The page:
- Low Process Adherence: While processes may be standard on paper, resources may not always adhere to them as closely as intended. Processes that are not followed, especially those involving internal or external controls, make great RPA candidates.
- System Changes: Due to the cost involved, if automating a process would result in significant system changes, it may not be as a good a candidate as one that requires fewer system changes or integrations.
- Customer Satisfaction: Processes that more greatly affect customer satisfaction are better candidates than those that have little or no impact.
Once processes have been assessed, they can be ranked by total score, with those scoring the highest put at the top of the list for automation, resulting in a backlog of process candidates for the RPA-development team. While the above is an extensive list of attributes to consider, each organization may add it’s own based on the nature of its business and strategic imperatives. Once a process has been selected, a business case should be built that more accurately reflects the potential benefits of its automation.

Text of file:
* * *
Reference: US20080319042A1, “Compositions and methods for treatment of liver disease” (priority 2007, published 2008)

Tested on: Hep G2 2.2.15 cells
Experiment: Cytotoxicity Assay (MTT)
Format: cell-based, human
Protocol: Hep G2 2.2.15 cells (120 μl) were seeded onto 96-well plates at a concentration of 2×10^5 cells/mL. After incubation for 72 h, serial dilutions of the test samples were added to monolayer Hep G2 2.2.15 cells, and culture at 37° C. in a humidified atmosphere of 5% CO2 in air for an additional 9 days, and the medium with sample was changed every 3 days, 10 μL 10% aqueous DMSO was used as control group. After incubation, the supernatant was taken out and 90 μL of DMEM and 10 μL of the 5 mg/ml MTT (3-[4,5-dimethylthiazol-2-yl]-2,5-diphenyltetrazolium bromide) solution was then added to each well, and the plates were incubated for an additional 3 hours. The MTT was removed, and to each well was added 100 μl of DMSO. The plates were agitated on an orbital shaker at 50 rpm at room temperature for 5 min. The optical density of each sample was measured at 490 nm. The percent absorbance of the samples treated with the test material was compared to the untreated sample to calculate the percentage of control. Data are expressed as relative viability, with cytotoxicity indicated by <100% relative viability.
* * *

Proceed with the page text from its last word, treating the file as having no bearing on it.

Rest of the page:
It’s important to note that automating a process generally requires it to be optimized for automation.
A business analyst may need to re-engineer the process to take advantage of the technology’s capabilities, as doing so may uncover other potential RPA pitfalls that must first be addressed before the process can be fully automated.
One of the biggest lessons learned from RPA implementations is to start small and build gradually. Before embarking on a large-scale program, start with a proof of concept (POC) or pilot. When selecting a pilot, it is crucial to begin with a small, low complexity process. That is often a sub-part of a more extensive procedure, therefore drastically increasing your chances of success. Successful delivery of a POC or pilot will prove the viability of the technology and help to secure buy-in from the organization.